The Rise and Fall of an Edifice Complex

The Star Tribune's quixotic quest for a new Twins stadium

The debate over building a publicly funded baseball stadium to replace the Metrodome was kicked off in the mid-Nineties. Many a deal for a new Minnesota Twins ballpark has been roundly snuffed at the state capitol in the meantime, yet the issue staggers on, like a zombie hungry for fresh blood. Few have done more to meet the demand than the editorial board of the Star Tribune, the self-proclaimed "Newspaper of the Twin Cities."

It wasn't ever thus. There was a time, back in the Dark Ages circa 1993, when the Strib's board calmly and coolly believed there was no sense in replacing the perfectly suitable Metrodome at taxpayers' expense. (Of course, at the time the more pressing public bailout of Target Center was looming on the horizon.) But since they climbed fully aboard the booster wagon in early 1996, it's been hard to quiet the polemic din.

As St. Paulites prepare to vote yea or nay November 2 on an extra half-cent sales tax to fund one-third of a new Twins stadium in their fair city, we at City Pages thought it might be useful to sample the voluminous heap of verbiage Star Tribune editorialists have spent on scolding and pampering its pet project. We traced stadium-related editorials back a good six years, and found more than five dozen penned on the topic alone. (This is only counting unsigned, voice-of-the-paper opinions, not bylined think pieces.) Scads of pronouncements on other subjects--some as far-removed as the stalled Block E development--made passing reference to the wisdom of spending, say, hundreds of millions on a new Twins' nest in Minneapolis.

They liked the retractable roof idea. They nixed the notion of paying for it with sin taxes or gambling revenues, but regularly endorsed some kind of general tax. They frothed at the mouth over the Legislature's stubborn refusal to pass a stadium-finance bill. Most recently they expressed chagrin over the fact that, lo these many years, the myopic masses still appear unwilling to cough up a dime to buy Carl Pohlad's boys a new home. No matter what, they were never at a loss for an opinion.

 

The "We Don't need a new Ballpark" Era

September 24, 1993: The dawn of the modern age for Star Tribune stadium editorials. Responding to a scheme to erect an outdoor ballpark right next to the Metrodome, the paper's board dismissed the idea as "goofy" and "outlandish," before unequivocally concluding that "[t]he Twin Cities area clearly doesn't need a new, publicly financed outdoor stadium for baseball."

January 8, 1994:"For now, however, the kind of improvements being considered by the Sports Facilities Commission and its major tenants--the Twins, Vikings, and Gophers--should help keep the Metrodome a good investment for years to come."

April 8, 1995:Coming off the major-league baseball strike, the Stribdubs the Twins' quest for a new home "outrageous" and concludes, "What the Gophers and the Twins need more than new stadiums are better teams to play in the one they've got."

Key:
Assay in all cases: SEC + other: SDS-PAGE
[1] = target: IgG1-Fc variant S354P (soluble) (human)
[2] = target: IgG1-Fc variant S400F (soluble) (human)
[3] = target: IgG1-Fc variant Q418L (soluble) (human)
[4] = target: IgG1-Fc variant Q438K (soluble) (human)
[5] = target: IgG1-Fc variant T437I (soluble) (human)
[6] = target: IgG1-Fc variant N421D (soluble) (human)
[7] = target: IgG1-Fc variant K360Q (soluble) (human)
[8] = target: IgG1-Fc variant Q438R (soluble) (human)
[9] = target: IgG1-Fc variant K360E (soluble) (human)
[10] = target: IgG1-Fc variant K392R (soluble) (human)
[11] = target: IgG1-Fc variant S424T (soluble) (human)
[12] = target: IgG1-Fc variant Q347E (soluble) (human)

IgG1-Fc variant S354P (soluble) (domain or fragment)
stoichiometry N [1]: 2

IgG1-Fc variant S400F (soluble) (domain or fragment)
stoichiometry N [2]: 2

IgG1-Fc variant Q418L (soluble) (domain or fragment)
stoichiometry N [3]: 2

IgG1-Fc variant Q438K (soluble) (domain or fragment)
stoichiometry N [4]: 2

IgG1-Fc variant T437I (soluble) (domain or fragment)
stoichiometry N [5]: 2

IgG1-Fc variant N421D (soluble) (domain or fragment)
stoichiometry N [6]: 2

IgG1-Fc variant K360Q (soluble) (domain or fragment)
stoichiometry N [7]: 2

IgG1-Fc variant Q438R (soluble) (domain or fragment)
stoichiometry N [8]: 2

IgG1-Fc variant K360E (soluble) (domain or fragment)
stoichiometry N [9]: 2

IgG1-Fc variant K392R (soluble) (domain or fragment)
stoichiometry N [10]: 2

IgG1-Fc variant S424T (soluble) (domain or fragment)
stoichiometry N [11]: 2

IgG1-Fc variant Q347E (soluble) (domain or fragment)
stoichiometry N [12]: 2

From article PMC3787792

July 24, 1995: "No longer is it enough merely to react to the demands of money-grubbing club owners....Cities, regions, and states must instead get out in front with proactive policies and strategies of their own for dealing with footloose franchises."

October 24, 1995: In response to Gov. Arne Carlson's proposal for a referendum on a metrowide sales tax to fund a ballpark: "A more philosophic question is whether a tax on ordinary day-to-day purchases is a proper vehicle for raising money for professional sports...."

 

The "We're Starting to Like This Idea" Era

January 21, 1996: "The Twins do need a new stadium....Even with a long-term subsidy, however, a new Twins stadium could be a good public investment. A new stadium would guarantee the team's continued presence in the Twin Cities at least through the first quarter of the 21st century...."

April 18, 1996: On an announced goal by Carlson's office of hammering out a stadium solution by July in the face of public hostility: "Recent experience in cities like Cincinnati, Seattle, and Detroit shows that such opposition can be overcome."

August 27, 1996: "If the Twins are to remain competitive in the American League--or, for that matter, remain much longer in Minnesota--they will need a new stadium of the kind recently built in Baltimore, Cleveland, and Denver...."

November 2, 1996: On the economic disparity between large- and small-market teams: "...it's important to realize this imbalance forces Twins owner Carl Pohlad and others to seek out fresh sources of revenue--namely a new baseball-only stadium--to remain afloat."

 

The "Giddy Enthusiasm" Era

January 10, 1997: "With his stunning offer to put up as much as $158 million of his own resources toward a new Twins ballpark...no longer can it be plausibly argued that Pohlad wants the public to buy him a fancy new ballpark so he can get richer than he already is."

January 31, 1997: On revelations that Pohlad's "contribution" would actually be a loan: "[D]id anyone really believe...the Pohlad family was proposing to make an outright gift rather than a recoverable investment?" (Uh, didn't you guys?)

March 5, 1997: On the possibility of raiding the state surplus: "...the idea of tapping those excess billions to pay for a stadium is more and more worthy of consideration."

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